TI was recently asked to make a pendant that was recognizably steampunk, that did not include gears, and was fairly small. I was only too happy to take up the challenge.
Other than gears, what imagery says ‘steampunk’? There are top hats and monocles, but I chose to not use those. Octopi are also common in steampunk iconography. I chose to focus on an octopus. I wanted to punch up my octopus with something that said ‘Victoriana’, but was not common. After looking through a great deal of historical images, it hit me — a pennyfarthing bicycle. Pennyfarthing bicycles had a large front wheel and a small rear wheel. That was a place to start. After thinking about it, I decided that I needed an octopus riding a pennyfarthing bicycle.
Historical pennyfarthing bicycles had the seat directly above the front wheel. I decided to move it back a bit, so the image would be less one-sided. I also decided to make the wheel sizes a bit less different than they were historically, so the rear wheel would not be too small to see. The first step was to make a background of silver clay and add wheels.
Of course this is greenware, and will need considerable clean-up before it is finished. Following this, I made the rest of the bicycle. The frame and handlebars were rolled snakes. The seat was made from a bit of clay shaped using a clay shaper.
The octopus body was made by embossing (roll out clay, cover the clay with plastic wrap, put a template atop the plastic wrap, push the template down, trim off the excess) an ellipse. I made the eye by embossing a circle, punching a depression in the middle, and using a rolled snake of clay for the pupil. I gave the octopus body some texture by stippling with a piece of wire.
Tentacles could be made of rolled snakes that were thick on one end and thin on the other. How to incorporate eight tentacles was a challenge. My solution was two tentacles on each pedal (making sure the ones behind the bicycle line up), two for the handlebars, and two waving wildly.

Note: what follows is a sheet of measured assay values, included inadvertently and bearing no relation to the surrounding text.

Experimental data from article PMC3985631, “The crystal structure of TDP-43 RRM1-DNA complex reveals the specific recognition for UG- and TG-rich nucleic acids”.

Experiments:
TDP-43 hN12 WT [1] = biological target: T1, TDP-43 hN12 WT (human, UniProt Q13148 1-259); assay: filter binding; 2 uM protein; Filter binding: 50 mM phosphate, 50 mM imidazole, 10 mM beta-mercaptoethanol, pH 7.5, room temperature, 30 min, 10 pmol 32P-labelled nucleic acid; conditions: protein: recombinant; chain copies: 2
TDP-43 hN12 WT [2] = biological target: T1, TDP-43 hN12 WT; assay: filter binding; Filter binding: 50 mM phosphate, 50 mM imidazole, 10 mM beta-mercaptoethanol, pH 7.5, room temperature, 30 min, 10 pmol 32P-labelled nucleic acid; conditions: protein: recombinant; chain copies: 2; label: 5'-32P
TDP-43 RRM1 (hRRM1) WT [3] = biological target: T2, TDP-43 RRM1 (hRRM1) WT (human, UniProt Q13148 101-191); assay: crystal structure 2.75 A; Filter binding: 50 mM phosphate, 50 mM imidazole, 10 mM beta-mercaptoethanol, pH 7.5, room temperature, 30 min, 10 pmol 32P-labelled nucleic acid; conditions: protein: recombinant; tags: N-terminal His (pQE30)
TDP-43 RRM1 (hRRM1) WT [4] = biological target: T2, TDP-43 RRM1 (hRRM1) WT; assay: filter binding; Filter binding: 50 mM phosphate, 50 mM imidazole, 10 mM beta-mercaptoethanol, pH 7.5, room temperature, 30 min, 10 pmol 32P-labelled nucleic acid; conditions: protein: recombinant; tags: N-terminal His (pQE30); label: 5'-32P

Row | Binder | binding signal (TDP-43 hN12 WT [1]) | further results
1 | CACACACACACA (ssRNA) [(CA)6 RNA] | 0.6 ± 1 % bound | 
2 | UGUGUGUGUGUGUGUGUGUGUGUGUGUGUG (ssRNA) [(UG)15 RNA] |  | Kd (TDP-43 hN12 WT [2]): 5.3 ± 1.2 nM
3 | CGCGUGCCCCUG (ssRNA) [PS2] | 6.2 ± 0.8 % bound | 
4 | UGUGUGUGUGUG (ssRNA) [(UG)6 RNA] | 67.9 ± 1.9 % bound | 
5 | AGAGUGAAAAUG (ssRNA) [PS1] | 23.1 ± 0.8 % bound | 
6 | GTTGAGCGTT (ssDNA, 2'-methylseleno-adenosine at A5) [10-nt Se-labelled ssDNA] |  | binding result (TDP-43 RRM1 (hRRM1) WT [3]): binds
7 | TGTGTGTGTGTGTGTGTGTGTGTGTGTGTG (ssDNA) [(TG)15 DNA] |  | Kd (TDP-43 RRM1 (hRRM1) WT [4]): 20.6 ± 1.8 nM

Now it was time to do final clean-up of greenware. All the little dings and irregularities could be filed away, filled in with syringe, or smoothed away by (gently) using a damp make-up applicator.
Once that was done, I added a bale and put my maker’s mark on the back. If you don’t have a maker’s mark, I suggest you create one. It is a way to sign your pieces so they can be recognized as your work. You can either make your mark something easy to carve (like I did) or you can have a stamp made of it.
The piece was then fired, brushed, tumbled, and patinaed. I chose a very light patina. The coin is for scale.
I titled this piece ‘The League of Octopus Wheelmen’, ‘wheelman’ being a Victorian term for bicyclist.
The person I made this for wanted silver. Also, the person I made this for had no qualms about me making copies of this of other metals and selling it. Since brass is popular with the steampunk community, I made a mold of the piece.
I have not yet made brass copies for sale, but I intend to do so.
When one designs jewelry for a specific market niche (like steampunk), one needs to stay within the confines of that market’s imagery. However, the more original one can be, the less competition one will have. When designing for a particular market niche, I encourage you to think creatively. It will help you sell and create a striking piece.